The task force also noted that while there is a well-documented association between masked hypertension (i.e., blood pressure measurements that are high when obtained outside the office but normal in clinical office settings) and white coat hypertension (i.e., measurements that are high when obtained in a clinical office setting but normal when obtained outside the office), and increased cardiovascular risk, more evidence needs to be conducted to determine whether early detection and treatment of these types of hypertension lead to an improvement in patient health.
A draft version of the recommendation statement was posted for public comment on the USPSTF website from June 23, 2020, through July 20, 2020.
In response to questions from commenters about specific techniques to accurately measure blood pressure, the task force included a brief description of how blood pressure was measured in studies to the Practice Considerations section, and added language clarifying that the blood pressure measurements were taken at the brachial artery.
The task force also provided resources from the CDC and the Community Preventive Services Task Force on how to accurately measure blood pressure in the recommendation’s Additional Tools and Resources section of the recommendation, and information on validated blood pressure measurement devices from other organizations in the Recommendations of Others section.
Some commenters expressed concern that patients may face certain barriers or burdens in trying to measure their blood pressure outside of a clinic setting. In response, the task force provided resources from several organizations in the Additional Tools and Resources setting.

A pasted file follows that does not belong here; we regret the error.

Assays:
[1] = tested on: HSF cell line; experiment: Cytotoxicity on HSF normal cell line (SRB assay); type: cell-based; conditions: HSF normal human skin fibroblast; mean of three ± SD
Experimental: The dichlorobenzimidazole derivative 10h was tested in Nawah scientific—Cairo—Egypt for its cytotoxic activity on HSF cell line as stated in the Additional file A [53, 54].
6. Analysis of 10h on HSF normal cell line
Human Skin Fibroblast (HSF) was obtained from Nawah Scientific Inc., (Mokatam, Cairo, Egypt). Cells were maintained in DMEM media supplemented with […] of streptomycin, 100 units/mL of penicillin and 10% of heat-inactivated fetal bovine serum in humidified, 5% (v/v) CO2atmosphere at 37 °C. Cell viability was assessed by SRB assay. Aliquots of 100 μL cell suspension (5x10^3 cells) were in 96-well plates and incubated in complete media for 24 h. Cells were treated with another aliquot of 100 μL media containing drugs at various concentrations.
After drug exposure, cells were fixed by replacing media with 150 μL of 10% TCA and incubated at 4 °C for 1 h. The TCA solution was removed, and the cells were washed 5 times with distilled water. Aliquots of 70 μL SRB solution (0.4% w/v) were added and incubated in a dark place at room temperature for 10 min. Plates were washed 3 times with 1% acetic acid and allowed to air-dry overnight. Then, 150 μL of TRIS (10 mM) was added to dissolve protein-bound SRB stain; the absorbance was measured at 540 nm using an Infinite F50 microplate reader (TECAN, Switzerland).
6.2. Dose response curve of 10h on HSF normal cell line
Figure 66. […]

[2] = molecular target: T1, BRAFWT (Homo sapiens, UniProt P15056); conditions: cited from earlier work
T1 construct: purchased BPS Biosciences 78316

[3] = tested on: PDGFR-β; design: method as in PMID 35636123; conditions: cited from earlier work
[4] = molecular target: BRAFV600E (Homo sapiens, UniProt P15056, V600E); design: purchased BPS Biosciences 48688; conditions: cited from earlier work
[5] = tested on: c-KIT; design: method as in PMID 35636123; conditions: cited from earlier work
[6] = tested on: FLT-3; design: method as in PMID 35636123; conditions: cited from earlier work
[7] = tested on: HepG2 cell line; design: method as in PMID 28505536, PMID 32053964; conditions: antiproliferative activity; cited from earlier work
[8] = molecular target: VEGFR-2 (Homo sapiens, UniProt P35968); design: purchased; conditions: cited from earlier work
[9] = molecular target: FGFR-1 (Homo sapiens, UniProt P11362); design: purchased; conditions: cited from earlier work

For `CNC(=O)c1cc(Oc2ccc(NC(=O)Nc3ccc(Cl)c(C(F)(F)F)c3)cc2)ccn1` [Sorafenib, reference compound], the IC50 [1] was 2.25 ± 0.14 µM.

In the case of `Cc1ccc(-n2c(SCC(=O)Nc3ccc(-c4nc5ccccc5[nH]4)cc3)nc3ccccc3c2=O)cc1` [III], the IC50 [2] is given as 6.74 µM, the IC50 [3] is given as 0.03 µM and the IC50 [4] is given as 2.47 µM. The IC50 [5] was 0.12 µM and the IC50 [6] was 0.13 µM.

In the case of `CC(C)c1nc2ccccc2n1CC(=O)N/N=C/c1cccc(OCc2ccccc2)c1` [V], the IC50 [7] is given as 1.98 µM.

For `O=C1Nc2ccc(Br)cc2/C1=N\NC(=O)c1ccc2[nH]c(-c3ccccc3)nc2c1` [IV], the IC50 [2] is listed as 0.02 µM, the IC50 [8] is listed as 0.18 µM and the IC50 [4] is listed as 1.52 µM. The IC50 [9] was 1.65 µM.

Finally, in response to recommendations from several commenters that annual screening for hypertension be added to annual wellness visits for patients between the ages of 18 and 40, the task force stated that the available evidence on optimal screening intervals for hypertension remains limited, and that the intervals described in the Practice Considerations section of the recommendation were based on the best available data.
“Screening adults for hypertension in the office and corroborating with out-of-office blood pressure readings can help correctly identify patients with hypertension,” Alexis “Alex” Vosooney, M.D., of West St. Paul, Minn., a member of the Academy’s Commission on Health of the Public and Science, told AAFP News in response to the recommendation. She added, “Using out-of-office readings is an appropriate measure for family physicians to look at when considering a diagnosis.”
While Vosooney has not encountered a patient who was opposed to screening, she mentioned having several patients who said they felt that just being in the clinic resulted in elevated blood pressure measurements. She said that talking to those patients about out-of-office measurements not only helped to identify individuals with hypertension, but also raised patients’ awareness that their blood pressure levels could also be elevated in situations they considered less stressful than a clinic visit.
“That awareness helped with patient buy-in when discussing the need for lifestyle changes and medication,” said Vosooney.
Although measuring blood pressure at home could identify more patients with hypertension, Vosooney said that the cost of a home blood pressure monitor could present financial challenges for some patients. To resolve the issue, Vosooney suggested that family physicians check for state or local programs that may offer low-cost blood pressure monitors for patients. Alternatively, patients may be encouraged to see if their health insurance includes coverage for purchasing a home blood pressure monitor or ambulatory blood pressure monitoring.
The AAFP’s Commission on Health of the Public and Science plans to review the task force’s final recommendation statement, final evidence summary and evidence review, and will then determine the Academy’s stance on the recommendation.